ROMANCE SCAMS ABOUND IN THE WAKE OF VALENTINES DAY
They are sometimes called “lonely heart” scams. Case in point: an older Oregon widower recently lost $200,000 in an online romance scam. The fraud scheme originated when he met a woman on an online dating service. Over the next several months, thinking that he would help his new friend invest in an art gallery, he wired payments to overseas accounts.
The pandemic makes romance scams a jackpot for fraudsters. Many of us are still sheltering in place. Older adults, including widows and widowers, are often targeted as they may be lonely for companionship. Social media sites like Facebook and dating apps are a breeding ground for these schemes.
Unfortunately, there are older "lonely hearts" all over the country who are now communicating with romance scammers, and their family members are not made aware of these relationships. The Federal Trade Commission reported over $300 million in losses from romance scams last year. I think we all agree that it is safest never to talk to strangers. But understanding that some folks will not follow this advice, here are a few tips about romance scams to share with loved ones:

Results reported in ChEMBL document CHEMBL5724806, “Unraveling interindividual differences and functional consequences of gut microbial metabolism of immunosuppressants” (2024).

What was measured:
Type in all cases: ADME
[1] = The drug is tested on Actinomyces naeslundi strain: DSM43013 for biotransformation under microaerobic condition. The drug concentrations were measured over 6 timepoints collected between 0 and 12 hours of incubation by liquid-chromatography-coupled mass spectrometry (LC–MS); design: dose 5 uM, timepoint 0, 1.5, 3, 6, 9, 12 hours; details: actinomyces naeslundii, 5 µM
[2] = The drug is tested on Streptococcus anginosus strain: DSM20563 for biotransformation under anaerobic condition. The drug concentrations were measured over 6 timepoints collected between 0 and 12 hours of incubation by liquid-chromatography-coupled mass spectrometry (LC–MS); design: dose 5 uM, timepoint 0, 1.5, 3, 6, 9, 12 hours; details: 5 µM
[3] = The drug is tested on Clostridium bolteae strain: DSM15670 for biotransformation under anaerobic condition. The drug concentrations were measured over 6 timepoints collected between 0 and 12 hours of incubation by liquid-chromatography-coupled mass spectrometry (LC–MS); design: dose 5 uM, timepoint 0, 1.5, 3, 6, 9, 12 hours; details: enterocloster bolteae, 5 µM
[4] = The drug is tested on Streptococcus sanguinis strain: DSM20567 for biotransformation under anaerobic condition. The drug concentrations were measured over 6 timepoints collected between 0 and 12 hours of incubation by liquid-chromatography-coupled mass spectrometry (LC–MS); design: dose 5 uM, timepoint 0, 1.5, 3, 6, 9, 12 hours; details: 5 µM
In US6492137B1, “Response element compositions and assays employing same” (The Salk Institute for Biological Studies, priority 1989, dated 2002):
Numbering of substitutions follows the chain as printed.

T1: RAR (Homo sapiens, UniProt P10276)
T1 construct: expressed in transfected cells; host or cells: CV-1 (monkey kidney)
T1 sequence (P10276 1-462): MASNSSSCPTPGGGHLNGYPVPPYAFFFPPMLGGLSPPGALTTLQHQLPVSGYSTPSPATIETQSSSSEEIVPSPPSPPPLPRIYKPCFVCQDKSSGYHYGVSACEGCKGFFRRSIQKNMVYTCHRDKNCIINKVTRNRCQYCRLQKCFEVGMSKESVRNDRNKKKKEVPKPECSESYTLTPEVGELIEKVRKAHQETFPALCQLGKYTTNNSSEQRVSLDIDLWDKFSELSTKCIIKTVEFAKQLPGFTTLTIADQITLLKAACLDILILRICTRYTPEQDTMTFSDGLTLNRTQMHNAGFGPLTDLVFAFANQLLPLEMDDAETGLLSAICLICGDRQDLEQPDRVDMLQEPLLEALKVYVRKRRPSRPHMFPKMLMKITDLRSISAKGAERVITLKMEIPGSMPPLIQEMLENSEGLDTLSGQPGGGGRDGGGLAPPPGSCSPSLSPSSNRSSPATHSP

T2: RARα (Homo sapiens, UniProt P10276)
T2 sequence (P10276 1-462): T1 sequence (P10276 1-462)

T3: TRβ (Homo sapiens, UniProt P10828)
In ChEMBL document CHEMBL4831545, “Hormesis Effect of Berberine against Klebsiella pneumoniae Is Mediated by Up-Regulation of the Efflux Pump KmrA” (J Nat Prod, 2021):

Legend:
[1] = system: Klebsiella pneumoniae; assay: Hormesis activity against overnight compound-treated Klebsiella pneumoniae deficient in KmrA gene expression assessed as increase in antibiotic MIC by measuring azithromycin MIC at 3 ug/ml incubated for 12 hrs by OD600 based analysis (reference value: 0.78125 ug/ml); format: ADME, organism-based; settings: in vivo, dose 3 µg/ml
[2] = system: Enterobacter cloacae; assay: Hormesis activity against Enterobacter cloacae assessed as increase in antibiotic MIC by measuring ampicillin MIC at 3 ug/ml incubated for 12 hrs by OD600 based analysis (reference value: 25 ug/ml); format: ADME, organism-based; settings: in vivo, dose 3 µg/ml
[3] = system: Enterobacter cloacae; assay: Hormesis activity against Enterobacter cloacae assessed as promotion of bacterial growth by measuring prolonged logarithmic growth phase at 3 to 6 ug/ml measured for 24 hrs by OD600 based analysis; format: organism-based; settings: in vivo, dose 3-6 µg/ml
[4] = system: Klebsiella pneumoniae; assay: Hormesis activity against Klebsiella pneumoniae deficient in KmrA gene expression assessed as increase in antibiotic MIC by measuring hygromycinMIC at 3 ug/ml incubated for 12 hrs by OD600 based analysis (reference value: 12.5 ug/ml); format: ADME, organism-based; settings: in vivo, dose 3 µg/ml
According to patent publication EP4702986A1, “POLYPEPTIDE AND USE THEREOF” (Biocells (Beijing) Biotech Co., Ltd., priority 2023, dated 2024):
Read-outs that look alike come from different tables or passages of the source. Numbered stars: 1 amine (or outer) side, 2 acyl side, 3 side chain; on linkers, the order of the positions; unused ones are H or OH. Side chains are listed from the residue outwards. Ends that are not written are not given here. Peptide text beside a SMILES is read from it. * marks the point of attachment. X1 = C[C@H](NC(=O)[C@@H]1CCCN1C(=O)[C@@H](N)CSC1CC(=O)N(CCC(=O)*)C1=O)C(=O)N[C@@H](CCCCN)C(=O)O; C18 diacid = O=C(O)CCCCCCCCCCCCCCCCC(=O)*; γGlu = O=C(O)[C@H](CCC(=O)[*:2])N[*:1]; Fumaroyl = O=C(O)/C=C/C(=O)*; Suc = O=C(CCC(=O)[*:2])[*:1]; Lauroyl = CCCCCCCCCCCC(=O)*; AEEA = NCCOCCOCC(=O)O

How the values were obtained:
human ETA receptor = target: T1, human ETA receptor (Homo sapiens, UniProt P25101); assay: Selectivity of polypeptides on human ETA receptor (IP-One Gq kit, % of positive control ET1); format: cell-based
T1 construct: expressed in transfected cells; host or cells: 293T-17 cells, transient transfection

- Be extremely wary about anyone you meet on social media. Even games like Words With Friends can expose you to scammers lurking on the site.
- Before conversing with any new ‘friends' online, make sure that all public-facing personal information is hidden from your profile. If you have trouble with this task – get help from a tech-savvy family member or friend.
- Warn family members, young and old, about online romance/friendship fraud. Encourage them to talk with you about new friends.
- If communicating with an online acquaintance turns into a conversation about a crisis or problem in their life, this should be viewed as a huge red flag. And if the conversation evolves into a request for money or a loan, the dialogue should be ended immediately.
A comprehensive fraud-prevention service will send an alert to members and designated loved ones – at the first sign of suspicious activity. These alerts can warn you that a loved one is in trouble – as experience has shown that victims of these scams are often too embarrassed to share what is happening.